The three 2010 recipients of The American Legion's Patriot Award, now in its fourth year of presentation to outstanding citizens who perform great deeds and acts of exemplary service, spoke with the Legion prior to the 92nd National Convention in Milwaukee, where they collected their plaques on the convention floor. Maj. David Howell, a member of the Michigan Army National Guard, brought an injured young boy home with him from Iraq and arranged for a total of five reconstructive surgeries; he had suffered burns in a house fire as an infant, and his interpreter father was later killed by insurgents. And Duane Jackson and Lance Orton helped alert authorities to a suspicious vehicle in bustling Times Square in New York City - which turned out to be a malfunctioning terrorist car bomb, which was later safely defused.
Q: What was it that most drew you to Mohammed?A: I first saw him in a gathering in a street. He kept looking at me. He and the other kids wanted candy, and the other kids looked at him funny. I got the interpreter to take a picture of Mo, and it haunted me. Then, when I found him through his tribal system, I realized he could speak English, and found out through that how his father had helped us.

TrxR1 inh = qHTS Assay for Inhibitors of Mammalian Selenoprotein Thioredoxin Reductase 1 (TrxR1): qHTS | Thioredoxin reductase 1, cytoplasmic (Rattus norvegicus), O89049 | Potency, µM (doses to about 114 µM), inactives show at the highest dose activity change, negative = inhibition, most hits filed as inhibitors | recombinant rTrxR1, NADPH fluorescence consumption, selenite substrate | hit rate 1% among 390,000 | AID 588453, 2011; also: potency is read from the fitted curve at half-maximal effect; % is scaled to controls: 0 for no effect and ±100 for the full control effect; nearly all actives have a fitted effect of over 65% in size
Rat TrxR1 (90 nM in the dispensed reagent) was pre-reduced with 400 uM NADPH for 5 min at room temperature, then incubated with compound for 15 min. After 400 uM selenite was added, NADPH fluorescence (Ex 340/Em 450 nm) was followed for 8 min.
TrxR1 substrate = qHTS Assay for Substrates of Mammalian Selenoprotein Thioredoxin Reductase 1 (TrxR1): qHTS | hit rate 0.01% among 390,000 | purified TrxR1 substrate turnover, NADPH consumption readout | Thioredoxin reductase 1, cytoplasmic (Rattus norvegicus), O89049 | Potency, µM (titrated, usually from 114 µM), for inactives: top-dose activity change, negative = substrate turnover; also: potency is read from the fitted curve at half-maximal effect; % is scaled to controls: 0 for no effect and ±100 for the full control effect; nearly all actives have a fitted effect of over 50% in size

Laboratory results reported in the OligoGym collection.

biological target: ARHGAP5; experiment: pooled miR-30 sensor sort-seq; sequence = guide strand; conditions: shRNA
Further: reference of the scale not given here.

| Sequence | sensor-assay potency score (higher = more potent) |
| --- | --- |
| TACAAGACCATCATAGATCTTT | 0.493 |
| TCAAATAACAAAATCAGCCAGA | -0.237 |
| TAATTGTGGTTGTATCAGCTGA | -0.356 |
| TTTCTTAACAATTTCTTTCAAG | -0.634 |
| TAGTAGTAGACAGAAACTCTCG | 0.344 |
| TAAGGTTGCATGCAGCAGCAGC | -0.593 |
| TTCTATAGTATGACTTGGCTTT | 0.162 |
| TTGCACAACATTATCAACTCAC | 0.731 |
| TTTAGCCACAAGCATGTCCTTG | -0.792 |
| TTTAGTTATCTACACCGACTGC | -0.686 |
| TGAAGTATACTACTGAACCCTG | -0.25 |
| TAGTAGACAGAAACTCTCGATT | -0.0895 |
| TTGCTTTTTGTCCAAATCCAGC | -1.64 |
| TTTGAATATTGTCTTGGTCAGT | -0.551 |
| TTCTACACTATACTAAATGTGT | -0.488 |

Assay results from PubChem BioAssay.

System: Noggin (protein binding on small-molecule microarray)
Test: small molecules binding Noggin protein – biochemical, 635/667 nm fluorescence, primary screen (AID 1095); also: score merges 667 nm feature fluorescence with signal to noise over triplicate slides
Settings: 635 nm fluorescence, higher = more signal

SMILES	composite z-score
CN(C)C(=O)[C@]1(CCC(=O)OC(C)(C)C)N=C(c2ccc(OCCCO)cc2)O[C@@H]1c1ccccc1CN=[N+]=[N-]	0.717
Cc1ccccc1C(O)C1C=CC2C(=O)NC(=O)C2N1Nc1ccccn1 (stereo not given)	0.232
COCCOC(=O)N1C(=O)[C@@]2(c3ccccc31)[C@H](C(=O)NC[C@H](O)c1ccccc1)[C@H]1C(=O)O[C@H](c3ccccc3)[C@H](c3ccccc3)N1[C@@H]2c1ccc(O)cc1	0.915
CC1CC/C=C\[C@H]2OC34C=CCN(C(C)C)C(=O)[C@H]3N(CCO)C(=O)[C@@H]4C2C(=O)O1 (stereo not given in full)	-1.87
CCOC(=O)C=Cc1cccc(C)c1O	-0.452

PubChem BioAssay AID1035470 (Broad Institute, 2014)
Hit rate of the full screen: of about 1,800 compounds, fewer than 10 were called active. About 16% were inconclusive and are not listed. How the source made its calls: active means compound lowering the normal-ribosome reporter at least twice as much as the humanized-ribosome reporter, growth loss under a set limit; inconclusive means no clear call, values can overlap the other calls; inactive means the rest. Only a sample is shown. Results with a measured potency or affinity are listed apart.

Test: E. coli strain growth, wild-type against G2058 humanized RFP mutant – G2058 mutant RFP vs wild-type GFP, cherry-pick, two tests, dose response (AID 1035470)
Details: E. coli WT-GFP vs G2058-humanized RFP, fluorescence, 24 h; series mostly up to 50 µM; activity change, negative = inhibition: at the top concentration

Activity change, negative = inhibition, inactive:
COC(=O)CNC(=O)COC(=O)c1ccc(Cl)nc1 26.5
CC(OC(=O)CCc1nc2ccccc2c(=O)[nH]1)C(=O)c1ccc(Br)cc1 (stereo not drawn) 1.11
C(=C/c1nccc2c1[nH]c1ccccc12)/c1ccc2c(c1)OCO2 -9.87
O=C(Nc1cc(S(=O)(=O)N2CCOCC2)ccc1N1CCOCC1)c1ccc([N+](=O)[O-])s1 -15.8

Q: How hard was it to get him over here? Did you get any pushback?A: It was very hard. I had to get his family to trust me to follow through on it, and his mother eventually signed guardianship. I had to get a passport for him from the Iraqis. On top of that, my unit returned to the States in December 2008, and I kept working from here. I had contacts in the State Department and in provincial reconstruction working for me. Every time I came to a hurdle, I found someone to help me out.
Q: What was easy, and hard, about having him live in the States?A: I was a single dad working in the ER, who ended up having to go back as a civilian to get him. There was school, the plastic surgeon, etc. He actually stayed with an Iraqi host family - the father is a physician.
Q: What is your favorite memory? What did Mohammed seem to like best about the United States?A: Him at the house, playing sports - the kind of thing we take for granted. We got to expose him to many things on family outings. And Mo called me almost every weeknight.
Q: How hard was it to see him go back?A: It was a lot tougher than I thought it would be, with my family, the host family, the school, and Mo. He really wanted to stay. I went back to Baghdad with him.